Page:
If you think things are already expensive, you had better brace yourself for even more sticker shock ahead.
Many analysts have been warning that we have already been in hyper-inflation for a while. The media has been full of coverage of fast rising prices on a wide range of goods from gas to groceries to lumber and house prices. Yet, policy makers in the government say inflation hasn’t been growing fast enough, and want even more of it.
Yellen, The Fed & Interest Rates
While a new Harvard study shows 85% of the population is concerned about existing inflation, and only around half believe that the government will be able to control it, government speakers have been complaining that there hasn’t been enough of it.
Treasury Secretary Janet Yellen recently spoke out, hoping that interest rates would be raised to create even more inflation. In June, the Fed said they want to see even more inflation before raising rates. Though have said they are moving up the timeline for coming rate hikes.
Apparently they neither shop for groceries or do any home renovation projects. Nor pump their own gas. While the official average inflation rate may have been claimed to be 5% as of May, it is not uncommon for consumers to find prices on many items up by 30% when they go to the store or try to order online. On top of that, shortages and long delivery times can mean waiting months to see if what they pay for arrives after paying for it.
Current interest rates are ridiculously low. They are so insanely low that it definitely makes sense for most to be leveraging and scaling their investments as much as possible. Especially when they can lock in low long term fixed rates.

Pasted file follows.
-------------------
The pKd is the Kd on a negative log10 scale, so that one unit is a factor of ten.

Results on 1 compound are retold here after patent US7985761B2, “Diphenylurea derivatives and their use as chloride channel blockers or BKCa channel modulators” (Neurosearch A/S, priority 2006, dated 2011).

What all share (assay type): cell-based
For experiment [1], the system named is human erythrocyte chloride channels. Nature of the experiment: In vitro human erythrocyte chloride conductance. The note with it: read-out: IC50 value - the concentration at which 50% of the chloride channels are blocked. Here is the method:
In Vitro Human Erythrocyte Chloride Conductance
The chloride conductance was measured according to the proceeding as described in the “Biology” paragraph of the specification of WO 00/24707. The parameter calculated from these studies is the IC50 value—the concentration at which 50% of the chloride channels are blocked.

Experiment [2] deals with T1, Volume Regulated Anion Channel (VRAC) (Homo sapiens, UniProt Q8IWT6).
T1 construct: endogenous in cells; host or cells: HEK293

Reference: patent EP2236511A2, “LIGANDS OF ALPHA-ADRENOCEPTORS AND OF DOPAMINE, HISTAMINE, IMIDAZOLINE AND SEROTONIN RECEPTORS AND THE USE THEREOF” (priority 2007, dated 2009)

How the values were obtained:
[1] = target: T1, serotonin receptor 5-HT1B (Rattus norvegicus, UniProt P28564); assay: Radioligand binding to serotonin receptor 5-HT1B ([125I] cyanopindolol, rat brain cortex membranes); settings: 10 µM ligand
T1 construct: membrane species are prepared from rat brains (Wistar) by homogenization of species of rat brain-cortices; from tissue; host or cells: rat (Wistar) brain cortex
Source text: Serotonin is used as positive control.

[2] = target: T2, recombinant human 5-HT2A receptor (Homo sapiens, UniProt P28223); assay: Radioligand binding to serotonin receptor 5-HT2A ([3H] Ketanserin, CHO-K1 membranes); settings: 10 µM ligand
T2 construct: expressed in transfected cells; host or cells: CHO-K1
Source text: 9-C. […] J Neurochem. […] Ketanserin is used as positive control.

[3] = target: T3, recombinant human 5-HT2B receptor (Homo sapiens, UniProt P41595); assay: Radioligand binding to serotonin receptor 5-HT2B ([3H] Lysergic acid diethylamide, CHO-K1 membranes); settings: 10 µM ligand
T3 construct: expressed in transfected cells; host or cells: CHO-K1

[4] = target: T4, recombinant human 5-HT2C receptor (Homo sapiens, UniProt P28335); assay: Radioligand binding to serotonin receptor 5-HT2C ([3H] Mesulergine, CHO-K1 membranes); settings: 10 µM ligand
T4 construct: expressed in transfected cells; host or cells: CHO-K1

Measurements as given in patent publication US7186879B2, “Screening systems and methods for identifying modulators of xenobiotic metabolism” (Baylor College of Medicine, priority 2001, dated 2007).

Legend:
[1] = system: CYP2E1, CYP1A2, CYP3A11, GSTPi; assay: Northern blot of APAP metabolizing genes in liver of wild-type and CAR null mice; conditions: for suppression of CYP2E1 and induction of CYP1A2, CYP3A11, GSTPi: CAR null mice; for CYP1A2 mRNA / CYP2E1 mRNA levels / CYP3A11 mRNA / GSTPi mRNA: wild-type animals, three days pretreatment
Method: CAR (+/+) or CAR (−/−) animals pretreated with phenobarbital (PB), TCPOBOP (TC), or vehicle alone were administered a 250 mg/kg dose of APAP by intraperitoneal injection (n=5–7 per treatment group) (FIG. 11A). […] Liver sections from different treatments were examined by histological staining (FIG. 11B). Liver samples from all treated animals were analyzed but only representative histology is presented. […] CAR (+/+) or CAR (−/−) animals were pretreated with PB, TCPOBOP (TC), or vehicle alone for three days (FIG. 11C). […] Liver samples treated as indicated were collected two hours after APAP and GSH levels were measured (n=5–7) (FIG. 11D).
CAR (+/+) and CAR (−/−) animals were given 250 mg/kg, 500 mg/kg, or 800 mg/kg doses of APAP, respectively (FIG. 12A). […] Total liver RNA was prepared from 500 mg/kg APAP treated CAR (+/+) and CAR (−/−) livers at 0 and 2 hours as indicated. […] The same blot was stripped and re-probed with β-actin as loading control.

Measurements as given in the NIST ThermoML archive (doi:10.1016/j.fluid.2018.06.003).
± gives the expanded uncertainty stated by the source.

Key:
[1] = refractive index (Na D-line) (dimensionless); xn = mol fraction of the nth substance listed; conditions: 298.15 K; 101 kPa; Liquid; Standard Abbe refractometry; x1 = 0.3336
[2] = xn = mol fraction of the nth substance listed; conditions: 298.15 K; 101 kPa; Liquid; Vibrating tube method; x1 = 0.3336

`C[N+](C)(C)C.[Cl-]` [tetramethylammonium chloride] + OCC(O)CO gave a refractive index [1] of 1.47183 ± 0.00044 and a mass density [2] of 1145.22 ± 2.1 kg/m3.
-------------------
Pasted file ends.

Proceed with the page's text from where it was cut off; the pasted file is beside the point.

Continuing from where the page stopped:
This in turn is certainly supporting the dramatic rise in real estate prices.
Consumer Push Back
While many employers say they simply cannot find anyone willing to work, and are having to switch to automation and robots to fill vacancies, other workers finally seem to be becoming disenchanted with high prices.
Many have put house building plans on hold, or have put off home improvement projects. Consumer confidence ratings have also been falling.
What’s The Outcome?
There seems to be a lot of pent up demand. Some consumers may fold if prices don't come down soon. If they don’t, falling demand should come in line with supply, and potentially at least moderate inflation, though probably won’t bring costs of most things down anytime soon.
Real inflation at home, along with the compounding effect of escalating taxes on disposable income could lead to more distress. This is likely to create more inventory in the residential real estate space. Demand for rentals will rise due to higher property prices and rates. Meanwhile, new for sale inventory may be found off market at discounts and resold for attractive markups on the public market.
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